09/14/2021 at 6:30 AM CEST
Manchester United had been managing queues every morning for a week in a row near their official store at Old Trafford. The club, in fact, was in charge of feeding this expectation by publishing, every day of the previous week, unpublished photos, or new declarations of love towards the first fans that saw CR7 become a legend. Nevertheless, Cristiano Ronaldo’s redebut in the Premier League it was not seen live on any English television. Neither open nor paying. Not at home, not at the bar. It just wasn’t aired.
What at first glance could draw nonsense in terms of marketing is part of a plan as consensual as it is essential to understand the success of the Premier. Manchester United-Newcastle was played in the time slot of the ‘blackout’, or what is the same, the blackout: By law, protected by FIFA, England prohibits live broadcasting of any football match that takes place between 3 and 5 pm on Saturday afternoon, local time.
The reason for this English appeal is clear: to protect the attendance of fans at stadiums. Not only in the Premier League, but even in the amateur categories of the country. There is no country in Europe with such a socially established schedule for football matches. Every Saturday, at 3 o’clock in the afternoon, they go to watch football. Be it Premier, or 6th division. All matches start at the same time.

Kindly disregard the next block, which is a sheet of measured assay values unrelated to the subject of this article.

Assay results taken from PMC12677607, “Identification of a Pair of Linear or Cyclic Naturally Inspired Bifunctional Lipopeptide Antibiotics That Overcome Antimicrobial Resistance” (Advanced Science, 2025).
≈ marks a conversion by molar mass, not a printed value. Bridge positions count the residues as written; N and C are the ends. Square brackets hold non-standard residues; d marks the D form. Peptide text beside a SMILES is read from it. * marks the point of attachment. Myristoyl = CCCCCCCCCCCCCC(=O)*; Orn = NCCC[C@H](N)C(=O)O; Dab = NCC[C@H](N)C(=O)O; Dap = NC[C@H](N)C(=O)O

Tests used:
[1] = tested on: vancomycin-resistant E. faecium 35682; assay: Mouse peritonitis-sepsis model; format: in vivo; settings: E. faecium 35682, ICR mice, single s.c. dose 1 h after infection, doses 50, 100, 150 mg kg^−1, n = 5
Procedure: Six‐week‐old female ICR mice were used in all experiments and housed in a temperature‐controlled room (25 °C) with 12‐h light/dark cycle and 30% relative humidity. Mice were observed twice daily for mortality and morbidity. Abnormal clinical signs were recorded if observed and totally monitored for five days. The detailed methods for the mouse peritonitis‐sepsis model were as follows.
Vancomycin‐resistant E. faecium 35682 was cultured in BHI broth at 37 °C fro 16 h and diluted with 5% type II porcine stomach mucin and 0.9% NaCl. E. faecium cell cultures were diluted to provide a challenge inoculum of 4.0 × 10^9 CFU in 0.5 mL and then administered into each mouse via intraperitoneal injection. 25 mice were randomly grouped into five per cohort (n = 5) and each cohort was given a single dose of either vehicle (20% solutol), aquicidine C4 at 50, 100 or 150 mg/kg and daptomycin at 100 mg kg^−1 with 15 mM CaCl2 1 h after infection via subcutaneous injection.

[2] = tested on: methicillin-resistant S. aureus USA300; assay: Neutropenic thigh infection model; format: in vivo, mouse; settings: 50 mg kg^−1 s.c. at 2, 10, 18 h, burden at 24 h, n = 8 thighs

If the blackout were to be lifted, would a Southampton fan, say, prefer to go to the stadium to cheer on their own or would they choose to see Cristiano return at home? Or even more. In Stockport, a town adjacent to Manchester where many fans support City or United, beyond their Stockport County: Who would go to Edgeley Park to see their fifth division team if at home they can see a Leicester-Manchester City?
The answer to all these questions, in reality, nobody knows. It is true that in the identity of the English fan there is a component of loyalty and proximity to the incomparable community. But in the long run, there are many doubts that that would hold up without the blackout. In other words: experts believe that, without the ‘blackout’, the pyramid of English football is in danger.
Not so much for Manchester United, or Liverpool, or Chelsea, but for the clubs that, from their modesty, depend on their box office income to survive. The compensation that a fourth division club can suppose to receive a payment from a television network to broadcast their games is not even close, by market price, to what they receive by filling their stadium every two weeks.
If today the Premier League is the best League in the world, it is because it fills its stadiums with fans thirsty to shout for their team. It is because this, sometimes, influences the game more than a 50 million transfer. And it is because that identity is maintained at all levels. That is why people want to see them.
In the preview of the day, Marcelo Bielsa defined the ‘blackout’ as a “magnificent decision & rdquor ;, since“ it prioritizes the game ahead of commercial income or business interests & rdquor ;. And he is right, although everything is closer than it seems. Cristiano’s blackout is, in part, what illuminates the Premier.